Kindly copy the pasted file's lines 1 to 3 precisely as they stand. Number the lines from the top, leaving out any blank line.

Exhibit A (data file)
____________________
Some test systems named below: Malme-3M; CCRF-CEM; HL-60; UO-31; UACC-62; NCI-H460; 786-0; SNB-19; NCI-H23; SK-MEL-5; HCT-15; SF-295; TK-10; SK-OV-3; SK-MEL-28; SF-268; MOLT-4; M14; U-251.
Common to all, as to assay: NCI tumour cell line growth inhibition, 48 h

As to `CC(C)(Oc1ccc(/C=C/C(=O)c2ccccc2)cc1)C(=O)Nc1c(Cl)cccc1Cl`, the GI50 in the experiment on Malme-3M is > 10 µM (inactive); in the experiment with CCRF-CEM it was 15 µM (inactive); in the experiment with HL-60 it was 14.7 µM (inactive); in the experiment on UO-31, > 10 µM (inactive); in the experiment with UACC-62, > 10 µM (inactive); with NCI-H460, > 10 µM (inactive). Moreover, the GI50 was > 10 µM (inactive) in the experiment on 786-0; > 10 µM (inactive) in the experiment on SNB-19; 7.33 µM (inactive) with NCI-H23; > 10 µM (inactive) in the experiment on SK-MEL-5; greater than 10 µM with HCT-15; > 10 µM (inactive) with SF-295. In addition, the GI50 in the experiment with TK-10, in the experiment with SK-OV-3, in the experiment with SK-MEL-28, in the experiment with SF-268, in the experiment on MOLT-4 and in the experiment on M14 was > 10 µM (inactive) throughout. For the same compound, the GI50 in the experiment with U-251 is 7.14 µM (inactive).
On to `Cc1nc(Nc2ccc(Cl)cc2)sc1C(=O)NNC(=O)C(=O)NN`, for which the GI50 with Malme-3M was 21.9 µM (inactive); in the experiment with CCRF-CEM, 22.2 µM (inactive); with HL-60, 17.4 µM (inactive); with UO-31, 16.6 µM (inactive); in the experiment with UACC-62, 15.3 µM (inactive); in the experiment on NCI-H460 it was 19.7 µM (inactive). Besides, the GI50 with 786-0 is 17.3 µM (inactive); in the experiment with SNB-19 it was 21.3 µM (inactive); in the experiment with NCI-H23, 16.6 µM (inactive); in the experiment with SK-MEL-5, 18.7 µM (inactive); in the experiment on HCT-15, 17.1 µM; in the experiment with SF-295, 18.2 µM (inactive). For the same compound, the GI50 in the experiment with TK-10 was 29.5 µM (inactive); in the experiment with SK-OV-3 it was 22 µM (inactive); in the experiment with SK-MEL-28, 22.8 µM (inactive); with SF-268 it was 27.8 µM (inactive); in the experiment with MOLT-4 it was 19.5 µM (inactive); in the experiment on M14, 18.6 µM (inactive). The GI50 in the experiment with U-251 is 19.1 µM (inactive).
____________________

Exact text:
Some test systems named below: Malme-3M; CCRF-CEM; HL-60; UO-31; UACC-62; NCI-H460; 786-0; SNB-19; NCI-H23; SK-MEL-5; HCT-15; SF-295; TK-10; SK-OV-3; SK-MEL-28; SF-268; MOLT-4; M14; U-251.
Common to all, as to assay: NCI tumour cell line growth inhibition, 48 h

As to `CC(C)(Oc1ccc(/C=C/C(=O)c2ccccc2)cc1)C(=O)Nc1c(Cl)cccc1Cl`, the GI50 in the experiment on Malme-3M is > 10 µM (inactive); in the experiment with CCRF-CEM it was 15 µM (inactive); in the experiment with HL-60 it was 14.7 µM (inactive); in the experiment on UO-31, > 10 µM (inactive); in the experiment with UACC-62, > 10 µM (inactive); with NCI-H460, > 10 µM (inactive). Moreover, the GI50 was > 10 µM (inactive) in the experiment on 786-0; > 10 µM (inactive) in the experiment on SNB-19; 7.33 µM (inactive) with NCI-H23; > 10 µM (inactive) in the experiment on SK-MEL-5; greater than 10 µM with HCT-15; > 10 µM (inactive) with SF-295. In addition, the GI50 in the experiment with TK-10, in the experiment with SK-OV-3, in the experiment with SK-MEL-28, in the experiment with SF-268, in the experiment on MOLT-4 and in the experiment on M14 was > 10 µM (inactive) throughout. For the same compound, the GI50 in the experiment with U-251 is 7.14 µM (inactive).